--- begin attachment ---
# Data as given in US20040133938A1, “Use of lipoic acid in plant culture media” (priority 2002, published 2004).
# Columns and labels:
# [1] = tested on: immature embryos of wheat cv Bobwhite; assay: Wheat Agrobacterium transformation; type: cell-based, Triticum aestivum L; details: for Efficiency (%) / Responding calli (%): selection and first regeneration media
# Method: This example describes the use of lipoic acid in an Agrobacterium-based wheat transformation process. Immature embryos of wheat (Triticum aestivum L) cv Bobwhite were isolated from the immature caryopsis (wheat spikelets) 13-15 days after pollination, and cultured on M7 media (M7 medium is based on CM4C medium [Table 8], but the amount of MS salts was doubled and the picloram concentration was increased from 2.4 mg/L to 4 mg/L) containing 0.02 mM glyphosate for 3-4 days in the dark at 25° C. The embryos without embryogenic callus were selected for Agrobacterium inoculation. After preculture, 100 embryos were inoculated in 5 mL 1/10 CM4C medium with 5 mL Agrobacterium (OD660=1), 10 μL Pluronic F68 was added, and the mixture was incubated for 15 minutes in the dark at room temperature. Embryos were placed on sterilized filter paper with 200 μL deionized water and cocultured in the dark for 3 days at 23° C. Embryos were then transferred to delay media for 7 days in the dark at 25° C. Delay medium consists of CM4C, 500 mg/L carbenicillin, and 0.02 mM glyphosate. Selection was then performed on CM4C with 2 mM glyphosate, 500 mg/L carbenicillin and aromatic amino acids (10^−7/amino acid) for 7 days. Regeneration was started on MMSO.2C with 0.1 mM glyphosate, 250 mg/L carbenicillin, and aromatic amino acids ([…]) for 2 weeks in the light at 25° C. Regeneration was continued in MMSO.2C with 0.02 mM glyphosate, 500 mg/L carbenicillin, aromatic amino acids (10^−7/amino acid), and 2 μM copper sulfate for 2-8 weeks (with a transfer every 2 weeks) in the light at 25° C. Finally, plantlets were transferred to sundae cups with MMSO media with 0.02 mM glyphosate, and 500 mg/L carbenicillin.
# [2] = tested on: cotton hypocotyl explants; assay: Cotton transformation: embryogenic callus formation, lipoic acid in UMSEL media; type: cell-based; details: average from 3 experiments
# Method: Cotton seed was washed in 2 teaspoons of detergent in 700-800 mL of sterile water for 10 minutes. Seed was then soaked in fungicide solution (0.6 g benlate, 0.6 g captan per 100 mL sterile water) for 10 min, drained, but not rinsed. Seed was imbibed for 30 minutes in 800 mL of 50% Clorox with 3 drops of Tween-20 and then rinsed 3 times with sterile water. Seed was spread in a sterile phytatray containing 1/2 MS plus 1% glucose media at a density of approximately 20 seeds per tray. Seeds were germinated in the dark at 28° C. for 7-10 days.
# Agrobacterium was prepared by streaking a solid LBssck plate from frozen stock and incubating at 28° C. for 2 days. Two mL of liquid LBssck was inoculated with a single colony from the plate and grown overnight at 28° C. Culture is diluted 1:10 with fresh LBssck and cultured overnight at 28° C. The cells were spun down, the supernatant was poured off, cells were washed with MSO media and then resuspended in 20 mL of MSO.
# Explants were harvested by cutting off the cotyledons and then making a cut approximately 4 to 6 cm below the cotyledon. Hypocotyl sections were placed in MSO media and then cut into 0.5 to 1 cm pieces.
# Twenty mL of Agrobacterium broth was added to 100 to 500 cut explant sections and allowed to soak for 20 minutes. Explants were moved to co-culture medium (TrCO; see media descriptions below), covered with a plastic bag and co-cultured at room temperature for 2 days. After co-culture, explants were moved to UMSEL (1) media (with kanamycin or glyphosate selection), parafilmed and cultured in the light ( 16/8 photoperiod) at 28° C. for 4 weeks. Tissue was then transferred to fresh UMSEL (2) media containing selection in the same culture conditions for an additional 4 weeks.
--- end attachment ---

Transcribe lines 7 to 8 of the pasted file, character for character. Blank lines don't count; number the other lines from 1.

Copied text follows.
# Agrobacterium was prepared by streaking a solid LBssck plate from frozen stock and incubating at 28° C. for 2 days. Two mL of liquid LBssck was inoculated with a single colony from the plate and grown overnight at 28° C. Culture is diluted 1:10 with fresh LBssck and cultured overnight at 28° C. The cells were spun down, the supernatant was poured off, cells were washed with MSO media and then resuspended in 20 mL of MSO.
# Explants were harvested by cutting off the cotyledons and then making a cut approximately 4 to 6 cm below the cotyledon. Hypocotyl sections were placed in MSO media and then cut into 0.5 to 1 cm pieces.